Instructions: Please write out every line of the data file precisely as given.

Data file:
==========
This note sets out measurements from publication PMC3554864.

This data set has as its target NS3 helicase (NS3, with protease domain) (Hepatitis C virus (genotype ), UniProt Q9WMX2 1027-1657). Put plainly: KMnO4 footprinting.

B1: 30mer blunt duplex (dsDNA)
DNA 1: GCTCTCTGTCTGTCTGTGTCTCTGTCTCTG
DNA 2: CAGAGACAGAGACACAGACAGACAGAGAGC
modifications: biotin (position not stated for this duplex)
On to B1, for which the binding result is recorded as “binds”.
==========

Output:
This note sets out measurements from publication PMC3554864.

This data set has as its target NS3 helicase (NS3, with protease domain) (Hepatitis C virus (genotype ), UniProt Q9WMX2 1027-1657). Put plainly: KMnO4 footprinting.

B1: 30mer blunt duplex (dsDNA)
DNA 1: GCTCTCTGTCTGTCTGTGTCTCTGTCTCTG
DNA 2: CAGAGACAGAGACACAGACAGACAGAGAGC
modifications: biotin (position not stated for this duplex)
On to B1, for which the binding result is recorded as “binds”.